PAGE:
Managing For Peak Performance

 “Put simply, the best managers bring out the best from their people. This is true of football coaches, orchestra conductors, big-company executives, and small-business owners. They are like alchemists who turn lead into gold. Put more accurately, they find and mine the gold that resides in everyone.” ~ Dr. Edward M. Hallowell, Shine: Using Brain Science to Get the Best from Your People (Harvard Business Press, 2011)

Most managers want their people to achieve excellence at work. We really can’t ask for more. In fact, peak performance can be defined as a combination of:

  • Excellence
  • Consistency
  • Ongoing improvement

To achieve peak performance, each person must find the right job, tasks and conditions that match his or her strengths. Facilitating the right fit therefore becomes one of a manager’s most crucial responsibilities. While every employee has the potential to deliver peak performance, it’s up to the manager to find ways to make it happen.

It’s easy to spot peak performance when it happens. It’s what psychologist Mihaly Csikszentmihalyi describes in his book Flow: The Psychology of Optimal Experience (Harper Perennial Modern Classics, 2008). Employees who work at optimum levels experience a state of “flow,” typically losing themselves in a project, meeting or discussion. They may lose track of time or where they are.

Each of us has relished such moments, but it’s hard to purposely replicate “flow” experiences. Many managers struggle to find the right words to rekindle motivation in people who have lost their enthusiasm.

Two Sides of the Disengagement Coin

Disengaged employees often appear to lack commitment. In reality, many of them crave re-engagement. No one enjoys working without passion or joy.

While many factors cause disengagement, the most prevalent is feeling overwhelmed (or, conversely, underwhelmed). Disconnection and overload pose obstacles to performance, yet they often go undetected or ignored because neither qualifies as a disciplinary issue.

Meanwhile, managers try to work around such problems, hoping for a miraculous turnaround or spark that reignites energy and drive. They try incentives, empowerment programs or the management fad du jour.

While it’s impossible to spark flow moments all day long, you can greatly improve your ability to help others achieve peak performance. Until recently, managers tried various motivational methods, with only temporary success.

You can’t sprint to peak performance, the brain needs careful management and rest. Brain science tells us that as knowledge workers, we must manage our thinking minds with care.

In addition to variety and stimulation, we require food, rest, human engagement, physical exercise and challenge. You cannot expect a human being to sit at a desk for hours and produce quality work without providing these essential elements.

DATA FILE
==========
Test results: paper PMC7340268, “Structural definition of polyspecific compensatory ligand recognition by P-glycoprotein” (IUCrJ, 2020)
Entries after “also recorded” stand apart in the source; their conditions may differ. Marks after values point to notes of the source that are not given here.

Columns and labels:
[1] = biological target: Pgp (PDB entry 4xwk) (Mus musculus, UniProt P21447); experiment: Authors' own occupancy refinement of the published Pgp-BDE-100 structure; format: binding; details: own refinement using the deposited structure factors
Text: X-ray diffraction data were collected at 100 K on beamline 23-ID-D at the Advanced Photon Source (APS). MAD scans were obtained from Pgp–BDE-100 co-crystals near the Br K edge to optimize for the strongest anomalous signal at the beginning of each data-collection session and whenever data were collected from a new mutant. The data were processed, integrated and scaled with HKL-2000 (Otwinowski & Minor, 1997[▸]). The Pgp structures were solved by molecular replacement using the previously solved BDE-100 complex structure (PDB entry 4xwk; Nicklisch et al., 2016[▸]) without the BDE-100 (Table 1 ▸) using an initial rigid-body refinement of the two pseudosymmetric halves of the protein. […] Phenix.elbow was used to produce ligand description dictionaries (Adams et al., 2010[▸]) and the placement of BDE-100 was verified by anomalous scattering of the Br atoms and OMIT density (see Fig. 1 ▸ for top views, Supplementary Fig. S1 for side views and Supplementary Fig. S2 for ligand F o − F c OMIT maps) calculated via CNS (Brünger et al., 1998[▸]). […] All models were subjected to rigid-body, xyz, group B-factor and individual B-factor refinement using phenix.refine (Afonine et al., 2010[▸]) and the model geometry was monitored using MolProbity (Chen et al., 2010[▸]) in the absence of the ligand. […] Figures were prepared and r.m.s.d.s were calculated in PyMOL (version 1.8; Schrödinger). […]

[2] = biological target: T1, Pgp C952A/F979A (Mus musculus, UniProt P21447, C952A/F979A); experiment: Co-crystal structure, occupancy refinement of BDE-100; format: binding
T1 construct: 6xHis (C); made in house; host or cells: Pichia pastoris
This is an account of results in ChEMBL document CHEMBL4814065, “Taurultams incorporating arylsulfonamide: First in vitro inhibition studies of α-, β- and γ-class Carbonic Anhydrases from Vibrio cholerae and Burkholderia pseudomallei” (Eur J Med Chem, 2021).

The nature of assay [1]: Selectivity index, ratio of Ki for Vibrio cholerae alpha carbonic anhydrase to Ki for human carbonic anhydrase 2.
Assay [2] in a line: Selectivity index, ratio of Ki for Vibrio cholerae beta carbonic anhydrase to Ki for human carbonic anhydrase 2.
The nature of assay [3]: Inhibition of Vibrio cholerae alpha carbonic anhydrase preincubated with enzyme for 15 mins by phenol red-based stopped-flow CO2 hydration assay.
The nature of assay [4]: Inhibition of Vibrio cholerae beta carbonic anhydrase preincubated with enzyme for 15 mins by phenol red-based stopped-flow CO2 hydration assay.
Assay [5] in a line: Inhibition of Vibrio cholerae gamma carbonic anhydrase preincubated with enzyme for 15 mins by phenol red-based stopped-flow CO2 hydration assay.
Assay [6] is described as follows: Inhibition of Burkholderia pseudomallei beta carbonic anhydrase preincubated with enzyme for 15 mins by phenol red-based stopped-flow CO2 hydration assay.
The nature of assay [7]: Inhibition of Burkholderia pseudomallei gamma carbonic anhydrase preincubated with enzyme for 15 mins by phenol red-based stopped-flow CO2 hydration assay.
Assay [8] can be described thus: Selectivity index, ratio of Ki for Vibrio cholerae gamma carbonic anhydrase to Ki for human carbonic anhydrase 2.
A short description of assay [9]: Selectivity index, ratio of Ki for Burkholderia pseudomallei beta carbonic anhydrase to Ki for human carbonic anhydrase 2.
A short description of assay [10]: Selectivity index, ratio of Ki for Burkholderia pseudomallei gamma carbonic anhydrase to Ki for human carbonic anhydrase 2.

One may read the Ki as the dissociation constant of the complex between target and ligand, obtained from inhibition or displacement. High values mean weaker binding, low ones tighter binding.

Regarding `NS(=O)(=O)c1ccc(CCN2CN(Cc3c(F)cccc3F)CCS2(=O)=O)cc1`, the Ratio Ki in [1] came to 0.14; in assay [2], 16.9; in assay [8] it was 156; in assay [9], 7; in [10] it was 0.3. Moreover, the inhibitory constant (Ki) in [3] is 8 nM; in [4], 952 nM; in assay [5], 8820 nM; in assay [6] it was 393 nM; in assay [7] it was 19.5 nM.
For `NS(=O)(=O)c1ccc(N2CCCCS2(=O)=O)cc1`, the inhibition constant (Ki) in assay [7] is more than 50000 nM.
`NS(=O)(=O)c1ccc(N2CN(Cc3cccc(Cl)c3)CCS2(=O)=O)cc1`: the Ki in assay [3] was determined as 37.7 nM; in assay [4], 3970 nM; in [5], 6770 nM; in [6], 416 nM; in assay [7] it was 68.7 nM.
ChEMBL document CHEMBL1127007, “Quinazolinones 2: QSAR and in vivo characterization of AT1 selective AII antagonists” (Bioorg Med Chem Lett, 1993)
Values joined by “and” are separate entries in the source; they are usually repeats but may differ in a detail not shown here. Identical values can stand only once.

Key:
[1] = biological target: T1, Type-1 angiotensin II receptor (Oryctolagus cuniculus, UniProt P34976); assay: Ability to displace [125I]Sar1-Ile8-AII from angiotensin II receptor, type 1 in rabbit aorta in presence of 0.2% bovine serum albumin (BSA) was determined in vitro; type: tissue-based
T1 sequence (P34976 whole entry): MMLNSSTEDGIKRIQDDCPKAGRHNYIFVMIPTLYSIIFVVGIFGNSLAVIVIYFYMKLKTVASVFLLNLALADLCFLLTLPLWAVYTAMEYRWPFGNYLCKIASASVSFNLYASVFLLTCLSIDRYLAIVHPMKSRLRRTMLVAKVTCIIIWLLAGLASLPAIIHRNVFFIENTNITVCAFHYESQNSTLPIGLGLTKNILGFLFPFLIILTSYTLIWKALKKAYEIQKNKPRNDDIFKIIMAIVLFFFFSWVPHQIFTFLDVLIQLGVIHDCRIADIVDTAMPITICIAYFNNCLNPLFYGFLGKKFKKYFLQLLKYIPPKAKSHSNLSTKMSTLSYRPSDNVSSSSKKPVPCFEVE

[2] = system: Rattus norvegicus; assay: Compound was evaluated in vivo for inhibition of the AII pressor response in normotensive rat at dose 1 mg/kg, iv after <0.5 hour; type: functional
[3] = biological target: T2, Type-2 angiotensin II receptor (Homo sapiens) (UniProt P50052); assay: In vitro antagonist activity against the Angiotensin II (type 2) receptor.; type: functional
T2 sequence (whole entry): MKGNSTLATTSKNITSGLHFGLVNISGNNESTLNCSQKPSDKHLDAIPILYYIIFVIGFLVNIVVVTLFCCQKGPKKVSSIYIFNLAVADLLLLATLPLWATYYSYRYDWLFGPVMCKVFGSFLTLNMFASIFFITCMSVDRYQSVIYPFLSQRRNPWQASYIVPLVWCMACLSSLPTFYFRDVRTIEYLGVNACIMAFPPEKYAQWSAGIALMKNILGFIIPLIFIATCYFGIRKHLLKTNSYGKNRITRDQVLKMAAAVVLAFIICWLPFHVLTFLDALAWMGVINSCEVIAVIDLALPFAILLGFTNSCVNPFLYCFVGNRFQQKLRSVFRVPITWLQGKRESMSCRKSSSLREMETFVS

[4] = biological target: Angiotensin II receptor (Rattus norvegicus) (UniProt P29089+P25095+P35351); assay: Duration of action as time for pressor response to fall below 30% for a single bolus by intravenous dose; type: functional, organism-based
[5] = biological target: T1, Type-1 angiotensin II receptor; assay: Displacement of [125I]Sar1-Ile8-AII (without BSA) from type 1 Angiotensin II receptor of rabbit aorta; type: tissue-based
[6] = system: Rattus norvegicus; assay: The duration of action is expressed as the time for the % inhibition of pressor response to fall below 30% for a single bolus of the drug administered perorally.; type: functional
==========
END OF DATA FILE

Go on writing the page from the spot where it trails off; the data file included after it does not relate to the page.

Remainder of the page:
We often forget that thinking is hard work. If you work too many hours, your brain’s supply of neurotransmitters will be depleted, and you won’t be able to sustain top performance. Without proper care, the brain will underperform—and brain fatigue mimics disengagement and lack of commitment.

Peak performance also depends on how we feel: hopeful, in control, optimistic and grateful. We need to know that we’re appreciated.

Using Brain Science to Bring Out the Best

While no management guru has found the golden key to unlocking the full panoply of human potential at work, several diverse areas of research shed new light on the possibilities.

Dr. Edward M. Hallowell, author of Shine: Using Brain Science to Get the Best from Your People (Harvard Business Press, 2011), synthesizes such new research into five sequential steps managers can apply to maximize employees’ peak performance. A psychiatrist and ADD expert, he draws on brain science, performance research and his own experience to present a proven process for getting the best from your people:

  1. Select: Put the right people in the right job, and give them responsibilities that “light up” their brains.
  2. Connect: Strengthen interpersonal bonds among team members.
  3. Play: Help people unleash their imaginations at work.
  4. Grapple and Grow: When the pressure’s on, enable employees to achieve mastery of their work.
  5. Shine: Use the right rewards to promote loyalty and stoke your people’s desire to excel.

“Neither the individual nor the job holds the magic,” Hallowell writes. “But the right person doing the right job creates the magical interaction that leads to peak performance.”

Hallowell refers to the five cited essential ingredients as “The Cycle of Excellence,” which works because it exploits the powerful interaction between an individual’s intrinsic capabilities and extrinsic environment.

Step 1: Select

To match the right person to the right job, examine how three key questions intersect:

  1. At what tasks or jobs does this person excel?
  2. What does he/she like to do?
  3. How does he/she add value to the organization?

Set the stage for your employees to do well with responsibilities they enjoy. You can then determine how they will add the greatest possible value to your organization.